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Utility Investment Planning using Risk Analysis: A Case Study of Tanzania’s Power Sector

Larsson, Mirjam (2007) MIO920
Production Management
Abstract
Investments in infrastructure projects in developing countries are often seen as risky by private investors and local capital markets are not fully developed. Consequently, financial resources and guarantees are often to a large extent provided by financial institutions. Financial and economic analysis is important in assessing infrastructure investment proposals in order to assure that they are financially sustainable and make the best use of scarce resources. Investments in the energy sector are associated with some special risks, such as uncertainty about hydrology variations, volatile oil prices, future demand etc. Many traditional methods for assessing investment programs are not very well equipped to handle risk.
Tanzania is a... (More)
Investments in infrastructure projects in developing countries are often seen as risky by private investors and local capital markets are not fully developed. Consequently, financial resources and guarantees are often to a large extent provided by financial institutions. Financial and economic analysis is important in assessing infrastructure investment proposals in order to assure that they are financially sustainable and make the best use of scarce resources. Investments in the energy sector are associated with some special risks, such as uncertainty about hydrology variations, volatile oil prices, future demand etc. Many traditional methods for assessing investment programs are not very well equipped to handle risk.
Tanzania is a development country, which is receiving support from different donor countries and agencies for the purpose of reforming the energy sector and for increasing the access to electricity within the country. At the same time, Tanzania’s and its power sector has been affected by severe droughts, leading to shortage of productive capacity and load shedding.
Objective:
The purpose of the thesis is to develop a method which combines quantitative risk analysis with traditional methods for power sector investment appraisal. The method shall be demonstrated by creating a financial model and adapting it to a real case. The model shall be able to consider identified, inherent risk factors and their conceivable impact on the power system.
Methodology:
In order to fulfil the purpose of this master thesis, a quantitative case study has been conducted. The case studied is a capital investment program for Tanzania’s power sector, including identification of inherent risk variables and their effects on the financial viability of the program. Three risk variables are identified as the most critical for the case; (i) the annual contribution of hydro-power to the system; (ii) the price of oil; and (iii) the specific demand for electricity.
The data required for the analysis of this thesis has been collected from multiple sources of information. The main source has been documentation, used for empirical data as well as for the theoretical framework. Further, archival records have been widely used for the study as well as open interviews and personal correspondence with employees at Tanzania’s major power utility, TANESCO. Finally, the author has used direct observational sources of information during her two years of consulting assignment at TANESCO, working with related issues.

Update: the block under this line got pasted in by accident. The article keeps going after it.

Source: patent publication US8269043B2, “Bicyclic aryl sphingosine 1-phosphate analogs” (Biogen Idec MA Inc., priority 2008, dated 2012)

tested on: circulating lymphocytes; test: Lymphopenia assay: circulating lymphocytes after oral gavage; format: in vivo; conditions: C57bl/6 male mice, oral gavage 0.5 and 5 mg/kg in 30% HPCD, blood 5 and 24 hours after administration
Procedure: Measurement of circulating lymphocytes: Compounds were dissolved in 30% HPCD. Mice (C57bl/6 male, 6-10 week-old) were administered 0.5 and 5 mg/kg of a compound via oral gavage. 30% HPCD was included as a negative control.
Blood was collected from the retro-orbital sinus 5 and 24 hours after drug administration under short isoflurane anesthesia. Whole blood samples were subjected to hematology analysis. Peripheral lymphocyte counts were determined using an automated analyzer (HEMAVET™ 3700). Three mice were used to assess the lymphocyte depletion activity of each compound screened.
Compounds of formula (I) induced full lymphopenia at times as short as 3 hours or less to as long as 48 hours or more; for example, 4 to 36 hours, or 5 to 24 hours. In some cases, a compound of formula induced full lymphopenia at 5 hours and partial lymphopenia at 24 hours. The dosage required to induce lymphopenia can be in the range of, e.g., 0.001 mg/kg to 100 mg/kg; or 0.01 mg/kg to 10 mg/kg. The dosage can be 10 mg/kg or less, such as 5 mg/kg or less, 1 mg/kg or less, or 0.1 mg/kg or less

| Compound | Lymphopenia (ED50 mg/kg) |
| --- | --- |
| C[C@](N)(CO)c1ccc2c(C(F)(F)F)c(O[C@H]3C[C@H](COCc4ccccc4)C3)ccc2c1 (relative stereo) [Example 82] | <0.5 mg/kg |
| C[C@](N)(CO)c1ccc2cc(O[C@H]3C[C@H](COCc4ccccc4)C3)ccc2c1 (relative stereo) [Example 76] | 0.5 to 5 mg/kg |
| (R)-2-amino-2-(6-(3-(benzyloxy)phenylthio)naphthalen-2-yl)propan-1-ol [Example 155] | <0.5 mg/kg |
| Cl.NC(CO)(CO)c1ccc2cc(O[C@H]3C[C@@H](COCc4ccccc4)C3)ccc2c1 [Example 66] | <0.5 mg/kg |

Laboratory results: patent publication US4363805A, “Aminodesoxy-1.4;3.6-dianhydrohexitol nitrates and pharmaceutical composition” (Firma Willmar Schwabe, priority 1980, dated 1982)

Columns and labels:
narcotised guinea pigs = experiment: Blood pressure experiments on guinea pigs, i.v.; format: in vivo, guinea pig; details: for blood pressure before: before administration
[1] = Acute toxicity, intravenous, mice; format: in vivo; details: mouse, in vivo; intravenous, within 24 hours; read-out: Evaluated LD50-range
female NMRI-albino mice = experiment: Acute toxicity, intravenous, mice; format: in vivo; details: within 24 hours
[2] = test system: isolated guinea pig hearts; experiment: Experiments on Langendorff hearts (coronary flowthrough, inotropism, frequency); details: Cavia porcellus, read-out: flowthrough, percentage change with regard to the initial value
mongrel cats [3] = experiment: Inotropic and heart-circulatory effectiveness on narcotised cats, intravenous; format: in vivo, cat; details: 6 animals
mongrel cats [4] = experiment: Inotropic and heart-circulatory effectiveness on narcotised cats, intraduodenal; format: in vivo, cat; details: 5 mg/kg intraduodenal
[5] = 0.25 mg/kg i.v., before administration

A financial Excel model has been developed for the case study and is used as a tool i
to estimate the probability distribution of financial indicators. For the purpose of performing the quantitative analysis, a risk analysis tool, namely @Risk, has been combined with the financial model. The technique used by @Risk is Monte Carlo simulation.
Conclusion:
In order to demonstrate the flexibility of the method for quantitative risk analysis, the case was analysed from various angles, i.e. base case analysis, stress analysis and variation of the investment program etc.
The overall advantages of the method can be summarised as follows. Firstly, calculating the probability distribution of the financial indicators enhances the basis for decision and quantifies the company’s risk exposure due to the investment program. Further, as a result of the simulation, the full range of expected outcomes of the risk variables is analysed and the result is presented in a lucid way. For a decision maker, the combined influence of all risk variables can easily be observed. Moreover, the method can easily be extended to more than three risk variables as well as provide information on whether a risk variable is negligible or not. Stress analysis provides the decision maker with additional insight. Finally, risk assessment increases the opportunity of identifying effects of changes in investment plans and comparing them with the base case both in terms of expected benefits and in terms of associated risk exposure.
However, the method has some drawbacks as well. The method involves a difficulty in the identification of risk variables as well as estimating the distribution functions for the variables. Quantitative risk analysis also makes the basis for the investment decision more complex, as the decision is not based on a single net present value (Less)